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Orioles' Hyun Soo Kim has become a semi-fixture in left field

Orioles' Hyun Soo Kim has become a semi-fixture in left field

A year ago, no one in Birdland knew who Hyun Soo Kim was. Now, he’s a fixture in left field — against right-handed pitchers, of course. 

The Orioles signed the South Korean outfielder to a two-year, $7 million contract in December 2015, hoping he’d diversify their offense, and after many early uncomfortable stretches, he did. 

Kim began spring training horribly, going hitless in his first 23 at-bats. He looked lost at the plate and slow in the outfield. 

In the last week of spring training, Kim and his interpreter, Danny Lee sat with manager Buck Showalter as he was advised to start the season at Triple-A Norfolk. 

Kim refused, as was his contractual right, and Showalter tried another talk, this time with Executive Vice President of Baseball Operations Dan Duquette. Again, Kim declined. 

He began the season on the roster and his introduction on Opening Day was accompanied by boos, but Showalter said that if Kim was on the team he was going to play. 

Kim played sparingly in the first month, starting four times, but he hit well when called upon, batting .600 (9-for-15). 

He played more often in May and late in the month started six straight times and hit his first home run. 

From then on, Kim played regularly against right-handed pitchers and almost never against lefties. 

He ended the season with a .302 average and .382 on-base percentage in 95 games. 

Kim batted .321 against right-handers but failed to hit in 17 at-bats against left-handers. 

He did slow down late in the season and hit only .235 after September 1. 

In the season’s final weeks, Michael Bourn got playing time at Kim’s expense, but on September 28, he did deliver one of the season’s biggest hits, a two-run pinch-hit home run in Toronto. 

Kim is likely to get more at-bats against left-handers next season, and it won’t matter which batting group he’ll hit with next spring training. He did try to impress some of the Orioles’ big hitters during early batting practice, and that set him back. 

He was accepted so easily that the boos were quickly forgotten and a Kim T-shirt in Korean was a popular late-season giveaway. 

In the wild-card game, a fan threw a beer can in Kim’s direction as he tried to catch a fly ball. Adam Jones quickly came to his defense jawing with the Rogers Centre fan in an attempt to find the miscreant. 

As the Orioles head into 2017, they may try to find a new platoon partner for Kim, but their hope is that Kim minimizes that right-handed hitters’ playing time.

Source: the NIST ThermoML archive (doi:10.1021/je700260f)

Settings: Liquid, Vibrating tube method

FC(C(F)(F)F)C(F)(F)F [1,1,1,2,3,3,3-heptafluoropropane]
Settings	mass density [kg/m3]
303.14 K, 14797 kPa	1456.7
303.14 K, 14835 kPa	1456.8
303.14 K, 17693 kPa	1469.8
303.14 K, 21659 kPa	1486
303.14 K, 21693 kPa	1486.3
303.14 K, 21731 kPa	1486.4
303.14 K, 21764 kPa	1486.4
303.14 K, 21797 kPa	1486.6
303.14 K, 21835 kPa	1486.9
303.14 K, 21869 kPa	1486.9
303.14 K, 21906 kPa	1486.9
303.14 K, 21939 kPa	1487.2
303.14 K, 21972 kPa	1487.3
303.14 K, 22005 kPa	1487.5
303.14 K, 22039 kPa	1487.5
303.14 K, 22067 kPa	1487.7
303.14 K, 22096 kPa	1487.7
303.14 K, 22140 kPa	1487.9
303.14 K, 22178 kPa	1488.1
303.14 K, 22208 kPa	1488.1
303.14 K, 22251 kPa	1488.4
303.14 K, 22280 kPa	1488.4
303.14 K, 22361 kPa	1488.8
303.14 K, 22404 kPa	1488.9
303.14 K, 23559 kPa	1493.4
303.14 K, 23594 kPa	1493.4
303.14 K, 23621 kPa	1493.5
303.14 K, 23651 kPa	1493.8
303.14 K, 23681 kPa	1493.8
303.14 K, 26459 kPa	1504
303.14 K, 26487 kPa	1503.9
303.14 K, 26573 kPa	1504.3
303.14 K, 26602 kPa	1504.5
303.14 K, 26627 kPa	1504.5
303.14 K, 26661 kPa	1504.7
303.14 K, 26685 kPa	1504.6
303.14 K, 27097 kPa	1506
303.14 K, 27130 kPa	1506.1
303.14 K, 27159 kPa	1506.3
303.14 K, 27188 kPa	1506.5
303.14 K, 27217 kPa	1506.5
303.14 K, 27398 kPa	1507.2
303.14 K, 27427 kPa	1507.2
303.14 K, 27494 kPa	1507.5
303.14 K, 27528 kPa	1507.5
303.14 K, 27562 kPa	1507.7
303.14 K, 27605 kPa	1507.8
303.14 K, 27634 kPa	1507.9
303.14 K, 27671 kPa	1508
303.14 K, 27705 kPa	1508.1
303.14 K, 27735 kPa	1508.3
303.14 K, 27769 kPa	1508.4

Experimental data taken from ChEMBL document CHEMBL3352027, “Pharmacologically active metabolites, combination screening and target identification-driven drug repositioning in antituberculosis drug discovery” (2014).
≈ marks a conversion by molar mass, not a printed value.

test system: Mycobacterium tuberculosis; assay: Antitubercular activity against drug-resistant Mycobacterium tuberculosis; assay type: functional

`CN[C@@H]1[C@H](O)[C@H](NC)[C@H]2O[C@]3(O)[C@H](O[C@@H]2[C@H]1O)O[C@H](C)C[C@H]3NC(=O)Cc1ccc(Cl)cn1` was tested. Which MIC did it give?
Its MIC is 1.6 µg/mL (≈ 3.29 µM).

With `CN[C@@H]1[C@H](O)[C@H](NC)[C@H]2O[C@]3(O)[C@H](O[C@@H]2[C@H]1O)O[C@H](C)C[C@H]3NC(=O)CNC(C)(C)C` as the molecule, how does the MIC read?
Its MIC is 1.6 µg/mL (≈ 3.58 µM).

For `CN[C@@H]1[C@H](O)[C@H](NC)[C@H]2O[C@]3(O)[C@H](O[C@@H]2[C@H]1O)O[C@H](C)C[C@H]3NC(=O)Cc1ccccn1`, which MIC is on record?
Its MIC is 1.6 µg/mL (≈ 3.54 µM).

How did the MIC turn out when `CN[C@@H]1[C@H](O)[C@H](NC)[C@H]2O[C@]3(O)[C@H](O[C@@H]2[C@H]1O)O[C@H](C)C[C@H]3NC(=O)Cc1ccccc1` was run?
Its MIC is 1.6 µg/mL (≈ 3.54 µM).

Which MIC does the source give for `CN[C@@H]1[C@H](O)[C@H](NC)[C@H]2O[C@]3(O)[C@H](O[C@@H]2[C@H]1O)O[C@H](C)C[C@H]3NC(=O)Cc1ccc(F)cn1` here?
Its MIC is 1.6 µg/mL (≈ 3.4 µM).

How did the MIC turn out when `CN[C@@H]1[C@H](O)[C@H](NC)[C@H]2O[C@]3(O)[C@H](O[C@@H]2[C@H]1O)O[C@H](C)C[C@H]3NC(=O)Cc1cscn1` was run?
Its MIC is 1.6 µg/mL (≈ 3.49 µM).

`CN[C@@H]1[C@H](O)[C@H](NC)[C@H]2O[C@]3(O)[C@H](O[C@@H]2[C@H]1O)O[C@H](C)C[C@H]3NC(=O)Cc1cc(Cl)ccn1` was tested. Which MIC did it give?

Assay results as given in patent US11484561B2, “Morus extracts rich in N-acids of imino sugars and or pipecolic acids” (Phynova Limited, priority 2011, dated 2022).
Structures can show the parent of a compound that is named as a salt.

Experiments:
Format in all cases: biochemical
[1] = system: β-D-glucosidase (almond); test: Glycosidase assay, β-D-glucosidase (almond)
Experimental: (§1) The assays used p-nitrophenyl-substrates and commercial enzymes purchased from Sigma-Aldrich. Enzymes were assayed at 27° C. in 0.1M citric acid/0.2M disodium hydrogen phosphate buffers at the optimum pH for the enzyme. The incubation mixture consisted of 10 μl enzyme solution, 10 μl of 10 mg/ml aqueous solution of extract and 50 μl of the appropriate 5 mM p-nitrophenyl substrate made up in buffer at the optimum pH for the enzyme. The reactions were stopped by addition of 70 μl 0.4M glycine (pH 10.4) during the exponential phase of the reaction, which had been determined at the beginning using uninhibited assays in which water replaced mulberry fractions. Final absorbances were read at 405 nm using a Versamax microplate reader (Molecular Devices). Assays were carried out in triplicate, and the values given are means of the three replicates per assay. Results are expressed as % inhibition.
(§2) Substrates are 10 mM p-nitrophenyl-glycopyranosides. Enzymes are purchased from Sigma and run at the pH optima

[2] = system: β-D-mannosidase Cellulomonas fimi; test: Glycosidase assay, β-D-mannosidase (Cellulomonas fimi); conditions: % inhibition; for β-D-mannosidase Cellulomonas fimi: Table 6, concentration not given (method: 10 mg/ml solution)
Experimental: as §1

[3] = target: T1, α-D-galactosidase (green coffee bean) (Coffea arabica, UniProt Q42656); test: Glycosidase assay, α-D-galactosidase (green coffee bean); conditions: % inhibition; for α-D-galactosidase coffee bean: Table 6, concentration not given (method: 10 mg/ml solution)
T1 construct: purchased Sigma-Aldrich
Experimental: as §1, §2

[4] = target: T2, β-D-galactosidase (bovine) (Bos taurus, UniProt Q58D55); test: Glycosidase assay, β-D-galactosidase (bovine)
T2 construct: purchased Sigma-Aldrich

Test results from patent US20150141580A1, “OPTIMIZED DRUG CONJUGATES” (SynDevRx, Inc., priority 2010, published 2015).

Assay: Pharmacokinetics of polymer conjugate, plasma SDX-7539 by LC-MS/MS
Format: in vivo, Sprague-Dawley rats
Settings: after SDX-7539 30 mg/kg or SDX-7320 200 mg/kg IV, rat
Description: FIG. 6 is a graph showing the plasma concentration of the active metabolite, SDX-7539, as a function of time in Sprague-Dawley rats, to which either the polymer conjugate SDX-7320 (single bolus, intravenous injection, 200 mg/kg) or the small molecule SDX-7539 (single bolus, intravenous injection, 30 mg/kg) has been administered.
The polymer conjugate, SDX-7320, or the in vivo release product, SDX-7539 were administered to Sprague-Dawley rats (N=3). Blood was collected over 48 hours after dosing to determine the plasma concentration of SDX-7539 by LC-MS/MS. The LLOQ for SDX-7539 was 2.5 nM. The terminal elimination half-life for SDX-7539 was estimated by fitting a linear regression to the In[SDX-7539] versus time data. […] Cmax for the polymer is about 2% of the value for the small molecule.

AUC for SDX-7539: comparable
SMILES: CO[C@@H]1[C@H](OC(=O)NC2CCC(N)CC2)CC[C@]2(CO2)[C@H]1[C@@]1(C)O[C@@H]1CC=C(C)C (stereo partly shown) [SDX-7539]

RELATED: Former Orioles help beat another ex-Bird in NLCS

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Kevin Gausman changes jersey number to honor Roy Halladay

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USA Today Sports

Kevin Gausman changes jersey number to honor Roy Halladay

BALTIMORE  -- Orioles pitcher Kevin Gausman will wear No. 34 next season as a tribute to Roy Halladay, who was killed in a plane crash last month.

Gausman announced the switch Thursday on his Twitter account. The right-hander wore No. 39 last year.

Gausman and Halladay are both from Colorado, and the Orioles pitcher said he followed Halladay's career closely and idolized him.

In a post next a photo of his new jersey, Gausman wrote: "Roy gave me the inspiration that I could fulfill even my biggest of dreams -- being a pitcher just like him."

Gausman concluded: "The loss of Roy is tragic and saddening, but I feel honored to have watched everything he achieved."

Halladay died on Nov. 7 when his small plane crashed into the Gulf of Mexico. He played 16 big league seasons, winning the Cy Young Award in each league and being named an All-Star eight times.

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Astros, Dodgers set Series HR record amid juiced ball buzz

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USA TODAY Sports

Astros, Dodgers set Series HR record amid juiced ball buzz

HOUSTON (AP) -- Home runs kept flying over the wall at Minute Maid Park, on line drives up toward the train tracks, on fly balls that just dropped over the fence.

Seven more were hit in Game 5, raising the total to a World Series record 22 -- with two possible more games to play. Twenty-five runs were scored in a game started by the Dodgers' Clayton Kershaw and the Astros' Dallas Keuchel, Cy Young Award winners regarded as among baseball's best.

After a season when sluggers outpaced even their steroid-era predecessors for home runs, some are convinced that something is amiss with the baseballs.